ABSTRACT

Extracellular matrix (ECM) stiffness regulates various cell behaviors, including cell differentiation, proliferation and migration. Vinculin and vinexin α (an isoform encoded by the SORBS3 gene), both of which localize to focal adhesions, cooperatively function as mechanosensors of ECM stiffness. On a rigid ECM, vinexin α interacts with vinculin and induces a conformational change in vinculin to give an ‘open’ form, which promotes nuclear localization of Yes-associated protein (YAP, also known as YAP1) and transcriptional coactivator with a PDZ-binding motif (TAZ, also known as WWTR1) (hereafter YAP/TAZ). However, the detailed mechanism by which vinexin α induces the conformational change in vinculin has not been revealed. Here, we identify an amphipathic helix named H2 as a novel vinculin-binding site in vinexin α. The H2 helix interacts with the vinculin D1b subdomain and promotes the formation of a talin–vinculin–vinexin α ternary complex. Mutations in the H2 region not only impair the ability of vinexin α to induce the ECM stiffness-dependent conformational change in vinculin but also to promote nuclear localization of YAP/TAZ on rigid ECM. Taken together, these results demonstrate that the H2 helix in vinexin α plays a critical role in ECM stiffness-dependent regulation of vinculin and cell behaviors.

INTRODUCTION

Extracellular matrix (ECM) stiffness regulates various cellular behaviors, including cell proliferation (Klein et al., 2009; Wang et al., 2000), differentiation (Engler et al., 2006) and migration (Lo et al., 2000; Nagasato et al., 2017; Yamashita et al., 2014). In addition, some types of tumor cells generate stiffened ECM, which promotes cell proliferation and metastasis (Levental et al., 2009; Provenzano et al., 2009). Therefore, understanding how cells sense ECM stiffness is important for tissue engineering and cancer therapy.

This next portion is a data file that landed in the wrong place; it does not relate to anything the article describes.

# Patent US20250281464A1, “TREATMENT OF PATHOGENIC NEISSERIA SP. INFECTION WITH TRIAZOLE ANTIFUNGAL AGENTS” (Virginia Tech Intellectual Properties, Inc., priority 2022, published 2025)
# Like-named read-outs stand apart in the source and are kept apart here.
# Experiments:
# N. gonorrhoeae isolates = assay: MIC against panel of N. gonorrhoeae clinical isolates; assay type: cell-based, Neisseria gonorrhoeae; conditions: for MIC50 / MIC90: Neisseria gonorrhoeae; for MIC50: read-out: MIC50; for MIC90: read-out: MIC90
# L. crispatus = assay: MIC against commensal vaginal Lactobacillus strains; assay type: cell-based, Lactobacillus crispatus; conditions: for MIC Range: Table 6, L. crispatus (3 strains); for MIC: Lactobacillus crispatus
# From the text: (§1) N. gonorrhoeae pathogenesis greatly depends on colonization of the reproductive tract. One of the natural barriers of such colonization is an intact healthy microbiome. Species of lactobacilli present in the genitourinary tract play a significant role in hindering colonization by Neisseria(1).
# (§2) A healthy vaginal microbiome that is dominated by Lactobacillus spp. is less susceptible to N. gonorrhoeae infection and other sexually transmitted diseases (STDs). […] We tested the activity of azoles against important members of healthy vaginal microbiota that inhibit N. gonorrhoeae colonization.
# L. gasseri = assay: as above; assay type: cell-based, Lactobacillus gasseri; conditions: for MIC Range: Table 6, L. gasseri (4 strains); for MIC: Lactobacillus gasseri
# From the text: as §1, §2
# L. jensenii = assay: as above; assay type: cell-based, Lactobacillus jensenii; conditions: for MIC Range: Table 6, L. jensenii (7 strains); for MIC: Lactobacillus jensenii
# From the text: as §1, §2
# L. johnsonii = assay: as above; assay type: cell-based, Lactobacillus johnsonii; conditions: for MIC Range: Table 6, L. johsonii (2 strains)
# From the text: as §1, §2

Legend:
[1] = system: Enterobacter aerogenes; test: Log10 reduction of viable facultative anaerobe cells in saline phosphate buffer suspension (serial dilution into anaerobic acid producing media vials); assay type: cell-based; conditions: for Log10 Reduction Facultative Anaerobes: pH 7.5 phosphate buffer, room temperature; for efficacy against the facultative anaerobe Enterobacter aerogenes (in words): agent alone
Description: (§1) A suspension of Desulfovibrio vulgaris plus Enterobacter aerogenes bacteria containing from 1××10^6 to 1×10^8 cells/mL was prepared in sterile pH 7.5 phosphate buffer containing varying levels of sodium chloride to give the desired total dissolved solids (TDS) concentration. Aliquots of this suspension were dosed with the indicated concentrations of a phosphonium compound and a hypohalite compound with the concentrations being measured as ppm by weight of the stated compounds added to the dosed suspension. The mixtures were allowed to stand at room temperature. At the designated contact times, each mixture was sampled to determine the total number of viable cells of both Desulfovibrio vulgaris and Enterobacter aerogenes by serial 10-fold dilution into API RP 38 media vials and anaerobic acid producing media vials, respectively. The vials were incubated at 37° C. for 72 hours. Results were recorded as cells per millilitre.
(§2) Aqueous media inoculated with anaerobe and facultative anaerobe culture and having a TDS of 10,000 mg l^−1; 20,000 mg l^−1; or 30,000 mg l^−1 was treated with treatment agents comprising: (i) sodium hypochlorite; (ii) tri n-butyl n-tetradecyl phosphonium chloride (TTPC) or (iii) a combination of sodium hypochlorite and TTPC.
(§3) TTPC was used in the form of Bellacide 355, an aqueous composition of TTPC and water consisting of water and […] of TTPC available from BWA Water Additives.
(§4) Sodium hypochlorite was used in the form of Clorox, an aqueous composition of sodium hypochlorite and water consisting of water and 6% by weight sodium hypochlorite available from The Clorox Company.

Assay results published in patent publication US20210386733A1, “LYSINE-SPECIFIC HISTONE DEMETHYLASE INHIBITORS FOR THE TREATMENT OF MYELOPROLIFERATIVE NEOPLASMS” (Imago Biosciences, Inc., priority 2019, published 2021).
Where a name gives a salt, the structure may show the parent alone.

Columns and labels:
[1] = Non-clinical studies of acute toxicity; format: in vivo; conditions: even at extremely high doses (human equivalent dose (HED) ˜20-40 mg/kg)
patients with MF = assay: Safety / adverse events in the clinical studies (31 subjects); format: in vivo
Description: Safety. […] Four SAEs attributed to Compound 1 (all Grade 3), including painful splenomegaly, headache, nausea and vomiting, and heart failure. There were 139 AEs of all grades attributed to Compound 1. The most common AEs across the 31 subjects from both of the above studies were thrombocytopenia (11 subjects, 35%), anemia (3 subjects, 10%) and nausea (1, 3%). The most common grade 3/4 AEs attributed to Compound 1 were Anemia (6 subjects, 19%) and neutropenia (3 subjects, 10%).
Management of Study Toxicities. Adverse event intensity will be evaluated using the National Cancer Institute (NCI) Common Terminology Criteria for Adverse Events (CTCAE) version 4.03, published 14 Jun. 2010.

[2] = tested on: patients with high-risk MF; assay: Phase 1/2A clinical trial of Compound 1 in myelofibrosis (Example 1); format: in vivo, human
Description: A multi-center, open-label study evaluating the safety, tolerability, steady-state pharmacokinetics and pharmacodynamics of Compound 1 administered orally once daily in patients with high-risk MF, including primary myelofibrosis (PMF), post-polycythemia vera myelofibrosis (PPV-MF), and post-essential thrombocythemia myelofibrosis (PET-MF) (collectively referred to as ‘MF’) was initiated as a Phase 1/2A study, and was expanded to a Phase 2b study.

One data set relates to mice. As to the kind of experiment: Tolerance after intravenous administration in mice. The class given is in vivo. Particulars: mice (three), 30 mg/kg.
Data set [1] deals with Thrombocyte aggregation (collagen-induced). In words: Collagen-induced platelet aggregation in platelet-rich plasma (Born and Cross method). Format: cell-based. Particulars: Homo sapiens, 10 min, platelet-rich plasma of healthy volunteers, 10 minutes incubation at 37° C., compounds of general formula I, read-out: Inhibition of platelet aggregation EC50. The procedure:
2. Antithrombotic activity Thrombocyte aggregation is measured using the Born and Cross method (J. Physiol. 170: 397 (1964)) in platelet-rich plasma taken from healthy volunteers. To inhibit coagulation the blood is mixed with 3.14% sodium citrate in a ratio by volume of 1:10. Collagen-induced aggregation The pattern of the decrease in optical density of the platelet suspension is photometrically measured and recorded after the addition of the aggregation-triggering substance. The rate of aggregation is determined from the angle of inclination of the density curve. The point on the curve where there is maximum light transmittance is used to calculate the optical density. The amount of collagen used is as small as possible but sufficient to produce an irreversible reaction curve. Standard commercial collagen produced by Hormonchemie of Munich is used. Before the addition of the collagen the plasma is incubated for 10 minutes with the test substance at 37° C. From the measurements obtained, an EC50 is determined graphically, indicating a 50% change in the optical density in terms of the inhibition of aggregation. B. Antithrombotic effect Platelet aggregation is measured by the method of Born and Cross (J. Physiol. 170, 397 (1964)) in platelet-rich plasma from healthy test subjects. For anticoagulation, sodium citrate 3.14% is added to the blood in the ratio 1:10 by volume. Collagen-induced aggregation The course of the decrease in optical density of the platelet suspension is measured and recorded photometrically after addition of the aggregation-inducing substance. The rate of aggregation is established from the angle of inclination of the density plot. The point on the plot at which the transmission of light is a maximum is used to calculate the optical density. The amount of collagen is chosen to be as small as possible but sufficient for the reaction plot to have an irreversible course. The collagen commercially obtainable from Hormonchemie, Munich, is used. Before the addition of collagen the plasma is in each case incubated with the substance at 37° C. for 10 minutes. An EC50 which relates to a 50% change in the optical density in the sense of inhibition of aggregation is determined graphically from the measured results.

Focal adhesions (FAs), integrin-based protein complexes formed at cell–ECM contact sites, play critical roles in sensing ECM stiffness. FAs function as mechanical linkages between ECM and force-generating actomyosin, and, thus, forces are exerted on FAs. Because stiff ECM is less deformable than soft ECM, greater forces are thought to be loaded on FAs on rigid ECM (Sun et al., 2016). ECM stiffness-dependent force seems to cause a conformational change in mechanosensors localized at FAs, which translate information from physical cues into biochemical signals and gene expression.

Vinculin, an FA scaffold protein, plays a crucial role in sensing ECM stiffness due to its direct binding to the actin cytoskeleton (Hirata et al., 2014; Omachi et al., 2017; Thievessen et al., 2013; Yamashita et al., 2014). Vinculin is composed of an N-terminal head region and a C-terminal tail region connected by a proline-rich flexible linker region (Bakolitsa et al., 2004; Borgon et al., 2004) and interacts with various proteins, including talin (TLN1 and TLN2 in mammals), through the head region, and F-actin through the tail region (Gilmore et al., 1993; Johnson and Craig, 1995a). The head–tail intramolecular interaction keeps vinculin ‘closed’ and inhibits its interaction with F-actin. Once one of the binding partners, such as talin, α-catenin and α-actinin, binds to the vinculin head domain through its amphipathic α-helix, the conformation of vinculin changes into an ‘open’ form that has a higher affinity for F-actin (Bois et al., 2005; Izard et al., 2004; Peng et al., 2012). In addition, rigid ECM as well as cytoskeletal forces are considered to be required for the vinculin conformational change (Carisey et al., 2013; Humphries et al., 2007; Liu et al., 2016; Omachi et al., 2017; Yamashita et al., 2014). A molecular dynamics simulation has also indicated that external forces promote the conformational change in vinculin (Golji and Mofrad, 2013; Sun et al., 2017).